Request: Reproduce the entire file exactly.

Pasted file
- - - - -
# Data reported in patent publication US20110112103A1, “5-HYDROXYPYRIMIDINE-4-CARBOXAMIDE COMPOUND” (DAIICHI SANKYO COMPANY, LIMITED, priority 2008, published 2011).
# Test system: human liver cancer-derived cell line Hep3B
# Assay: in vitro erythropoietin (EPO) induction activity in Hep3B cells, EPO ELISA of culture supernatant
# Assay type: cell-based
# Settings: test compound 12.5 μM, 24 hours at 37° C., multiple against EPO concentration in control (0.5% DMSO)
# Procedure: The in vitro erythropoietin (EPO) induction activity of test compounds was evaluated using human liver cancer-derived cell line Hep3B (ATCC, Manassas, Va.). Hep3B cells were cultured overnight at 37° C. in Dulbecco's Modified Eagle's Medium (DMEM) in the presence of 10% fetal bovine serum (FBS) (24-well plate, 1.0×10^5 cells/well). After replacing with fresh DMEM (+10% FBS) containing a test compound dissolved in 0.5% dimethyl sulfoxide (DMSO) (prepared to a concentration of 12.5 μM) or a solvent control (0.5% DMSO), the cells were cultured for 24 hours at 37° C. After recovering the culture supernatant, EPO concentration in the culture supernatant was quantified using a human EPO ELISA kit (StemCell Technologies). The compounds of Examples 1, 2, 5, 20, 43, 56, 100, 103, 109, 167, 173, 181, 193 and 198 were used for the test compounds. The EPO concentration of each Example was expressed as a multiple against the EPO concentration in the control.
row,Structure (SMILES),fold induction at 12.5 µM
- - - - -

# Data reported in patent publication US20110112103A1, “5-HYDROXYPYRIMIDINE-4-CARBOXAMIDE COMPOUND” (DAIICHI SANKYO COMPANY, LIMITED, priority 2008, published 2011).
# Test system: human liver cancer-derived cell line Hep3B
# Assay: in vitro erythropoietin (EPO) induction activity in Hep3B cells, EPO ELISA of culture supernatant
# Assay type: cell-based
# Settings: test compound 12.5 μM, 24 hours at 37° C., multiple against EPO concentration in control (0.5% DMSO)
# Procedure: The in vitro erythropoietin (EPO) induction activity of test compounds was evaluated using human liver cancer-derived cell line Hep3B (ATCC, Manassas, Va.). Hep3B cells were cultured overnight at 37° C. in Dulbecco's Modified Eagle's Medium (DMEM) in the presence of 10% fetal bovine serum (FBS) (24-well plate, 1.0×10^5 cells/well). After replacing with fresh DMEM (+10% FBS) containing a test compound dissolved in 0.5% dimethyl sulfoxide (DMSO) (prepared to a concentration of 12.5 μM) or a solvent control (0.5% DMSO), the cells were cultured for 24 hours at 37° C. After recovering the culture supernatant, EPO concentration in the culture supernatant was quantified using a human EPO ELISA kit (StemCell Technologies). The compounds of Examples 1, 2, 5, 20, 43, 56, 100, 103, 109, 167, 173, 181, 193 and 198 were used for the test compounds. The EPO concentration of each Example was expressed as a multiple against the EPO concentration in the control.
row,Structure (SMILES),fold induction at 12.5 µM